Gina Blitstein Article

Discovering and Creating the Most Pleasant and Productive Work Environment for You Employees

Discovering and Creating the Most Pleasant and Productive Work Environment for You Employees
gina's articleGina Blitstein combines her insight as a fellow small business owner with her strong communication skills, exploring topics that enhance your business efforts. That first-hand knowledge, matched with an insatiable curiosity to know more about just about anything, makes her a well-rounded writer with a sincere desire to engage and inform.

Despite the boon in virtual and remote workplaces, a physical office is still critical to the operation of many businesses. When an office is necessary to conduct your business, it’s important to make it as appropriate and conducive to efficiency and productivity as possible. The word “office” has many different connotations today; employees have different expectations than in the past as to what constitutes a suitable workspace. Here are some considerations to help you meet the needs of your employees, making your office a pleasant and professional place of business.

There’s no one-size-fits-all office

Every business is unique unto itself. That’s why it’s important to determine your business’ individual needs, those of your customers and your employees. Consider such individual issues as:

Separation of area

  1. Individual space - Do your employees work mainly in solitude? If they have a personal space in which they work, is it free of distraction from other employees or customers? On the other hand, make certain that solo workers don’t suffer from a sense of isolation by pushing them off in a corner where they’ll feel out of touch.
  2. Collaboration space - Many teams collaborate, whether regularly or occasionally. Make sure there’s a large enough space for everyone to “pull up a chair” when it’s time to put their heads together, free of interruption from other employees or customers.
  3. Private meeting space - If private meetings are something your business conducts with clients, colleagues or employees, be certain to have a room or rooms where they can comfortably take place. Privacy entails the ability to close a door and have required equipment and resources available independent of the rest of the office.
  4. Public space - If your business is one that sees clients or receives the public, it should provide a reception area separated from employees as much as possible. The comings and goings of customers will distract employees whose jobs are not necessarily related to them. Customers may feel they’re intruding rather than being welcomed when they walk into the middle of a workspace. From that reception area, clients can then be directed to whomever they need to see

Additionally, you’ll want to ensure that the overall space is large enough to allow employees who may spend hours on end within the same four walls to move around freely without feeling cramped or confined. An “appropriate office space” means much more than just a desk and chair.

Comfort

A comfortable workspace is not optional. All employees should feel comfortable in the environment in which they’re being asked to work. That includes comfortable temperature, desirable amount of ambient noise, sufficient light and adequate equipment, as well as a comfortable chair and appropriate work area. Take ergonomics seriously and see that, as much as is possible, your employees have what they need to work without pain or injury associated with their tasks.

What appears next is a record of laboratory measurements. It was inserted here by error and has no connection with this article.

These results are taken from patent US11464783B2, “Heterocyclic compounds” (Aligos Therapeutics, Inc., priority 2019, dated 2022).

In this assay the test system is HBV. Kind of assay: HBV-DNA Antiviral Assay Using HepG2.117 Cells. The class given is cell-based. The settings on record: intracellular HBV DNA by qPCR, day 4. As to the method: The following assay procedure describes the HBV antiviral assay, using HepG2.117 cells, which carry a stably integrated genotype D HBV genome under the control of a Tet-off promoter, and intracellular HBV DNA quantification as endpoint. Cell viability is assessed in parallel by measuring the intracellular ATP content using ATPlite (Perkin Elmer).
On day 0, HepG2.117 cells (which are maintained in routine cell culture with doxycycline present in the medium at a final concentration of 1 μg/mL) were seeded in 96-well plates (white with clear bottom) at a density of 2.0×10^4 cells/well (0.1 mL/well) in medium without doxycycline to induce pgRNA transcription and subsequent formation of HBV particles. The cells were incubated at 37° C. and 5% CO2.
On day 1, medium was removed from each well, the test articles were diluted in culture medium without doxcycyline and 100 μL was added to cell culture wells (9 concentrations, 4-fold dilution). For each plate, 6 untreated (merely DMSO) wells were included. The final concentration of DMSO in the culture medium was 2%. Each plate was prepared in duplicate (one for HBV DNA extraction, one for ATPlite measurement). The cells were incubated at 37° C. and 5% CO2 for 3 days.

Individuality

Working in an impersonal environment with generic equipment discourages productivity. Allow your employees some input as to what they use and how their space appears to encourage them to take ownership of their responsibilities and workplace. This concept can be demonstrated in a couple ways:

  1. Equipment - To the greatest degree feasible, accept employees’ input on their preferred working equipment (e.g. type of computer, keyboard, chair, accessories and supplies).
  2. Personal items - The incorporation of some individual items and preferences in each employee’s space should be encouraged, so long as they are tasteful, unobtrusive, non-offensive and in moderation. Consider an office-wide (or department-wide) decor theme that may include interests or preferences of a number of employees (e.g. a sports theme, color scheme or seasonal decor). This will serve both to personalize the space and foster a sense of cohesiveness among employees.

Color

Even if your business is of a conservative nature, do take color into consideration. The effect of color on attitude and mood is proven to be intense. Bright or dramatic colors may be distracting or even off-putting, but even a variety of subtle color variations from area to area can provide some visual stimulus that will help employees feel more energized.

Nature

Most humans are deeply attracted to and inspired by nature. Windows are a nice way to let the outdoors in, but some office spaces simply don’t have them. Do what you can to incorporate natural elements with plants, artwork and decor to help employees feel less isolated from nature while they’re under your roof.

The office of today is so much more than a large, generic room separated by cubicle walls. It needs to incorporate employees’ tastes and cater to their needs. Such an office fosters productivity and efficiency by demonstrating to the employees they are valuable assets to the company, worthy of significant consideration.

How does your business’ workspace put employees first?


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